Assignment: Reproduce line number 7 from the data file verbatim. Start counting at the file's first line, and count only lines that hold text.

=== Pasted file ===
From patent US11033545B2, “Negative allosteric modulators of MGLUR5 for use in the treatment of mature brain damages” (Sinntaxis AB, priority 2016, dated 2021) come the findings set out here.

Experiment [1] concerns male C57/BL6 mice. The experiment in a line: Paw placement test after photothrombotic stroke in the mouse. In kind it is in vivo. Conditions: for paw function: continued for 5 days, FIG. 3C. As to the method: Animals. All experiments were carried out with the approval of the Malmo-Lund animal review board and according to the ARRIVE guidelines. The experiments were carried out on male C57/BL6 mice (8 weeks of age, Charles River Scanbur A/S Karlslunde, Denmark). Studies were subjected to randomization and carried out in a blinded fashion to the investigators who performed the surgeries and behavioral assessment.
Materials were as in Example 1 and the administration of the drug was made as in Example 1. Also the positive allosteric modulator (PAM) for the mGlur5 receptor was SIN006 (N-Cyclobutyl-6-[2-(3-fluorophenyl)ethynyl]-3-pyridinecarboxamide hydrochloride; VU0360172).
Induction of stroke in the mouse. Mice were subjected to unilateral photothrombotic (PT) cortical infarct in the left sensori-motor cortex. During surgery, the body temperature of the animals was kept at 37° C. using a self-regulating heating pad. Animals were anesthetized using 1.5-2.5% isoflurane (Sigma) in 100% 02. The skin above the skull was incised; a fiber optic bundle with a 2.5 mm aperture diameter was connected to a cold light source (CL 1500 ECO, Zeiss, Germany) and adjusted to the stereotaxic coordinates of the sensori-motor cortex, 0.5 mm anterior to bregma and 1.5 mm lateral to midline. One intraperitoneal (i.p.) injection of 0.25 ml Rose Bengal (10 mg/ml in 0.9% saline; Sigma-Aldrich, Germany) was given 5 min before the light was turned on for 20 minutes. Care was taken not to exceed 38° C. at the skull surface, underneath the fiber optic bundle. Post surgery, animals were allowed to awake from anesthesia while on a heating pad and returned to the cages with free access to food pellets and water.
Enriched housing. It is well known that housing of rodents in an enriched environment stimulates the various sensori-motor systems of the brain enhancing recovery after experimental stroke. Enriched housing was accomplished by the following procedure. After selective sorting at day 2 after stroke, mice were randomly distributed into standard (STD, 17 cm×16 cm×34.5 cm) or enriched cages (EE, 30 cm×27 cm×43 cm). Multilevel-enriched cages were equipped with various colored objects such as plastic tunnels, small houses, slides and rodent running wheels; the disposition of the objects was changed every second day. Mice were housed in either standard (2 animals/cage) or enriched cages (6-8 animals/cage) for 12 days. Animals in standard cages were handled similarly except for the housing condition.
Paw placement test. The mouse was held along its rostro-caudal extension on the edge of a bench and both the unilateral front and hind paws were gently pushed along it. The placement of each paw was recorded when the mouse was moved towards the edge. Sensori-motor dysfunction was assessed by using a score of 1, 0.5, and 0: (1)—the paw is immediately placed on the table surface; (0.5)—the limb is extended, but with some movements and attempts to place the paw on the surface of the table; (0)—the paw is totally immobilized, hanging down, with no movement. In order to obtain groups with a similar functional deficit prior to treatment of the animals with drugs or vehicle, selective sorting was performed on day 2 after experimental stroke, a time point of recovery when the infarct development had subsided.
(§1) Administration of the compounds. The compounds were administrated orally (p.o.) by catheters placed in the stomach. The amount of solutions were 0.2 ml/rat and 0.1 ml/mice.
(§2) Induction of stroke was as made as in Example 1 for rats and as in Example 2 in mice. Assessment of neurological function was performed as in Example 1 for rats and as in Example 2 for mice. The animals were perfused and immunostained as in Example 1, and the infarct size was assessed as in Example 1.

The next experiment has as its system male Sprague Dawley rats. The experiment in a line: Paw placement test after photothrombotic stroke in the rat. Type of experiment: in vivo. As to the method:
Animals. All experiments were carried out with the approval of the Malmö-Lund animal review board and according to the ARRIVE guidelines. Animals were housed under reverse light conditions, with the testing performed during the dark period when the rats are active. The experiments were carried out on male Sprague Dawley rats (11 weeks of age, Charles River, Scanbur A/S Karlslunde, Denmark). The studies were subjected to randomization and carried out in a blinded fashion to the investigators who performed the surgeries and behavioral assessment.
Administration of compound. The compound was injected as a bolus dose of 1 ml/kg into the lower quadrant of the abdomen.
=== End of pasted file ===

(§1) Administration of the compounds. The compounds were administrated orally (p.o.) by catheters placed in the stomach. The amount of solutions were 0.2 ml/rat and 0.1 ml/mice.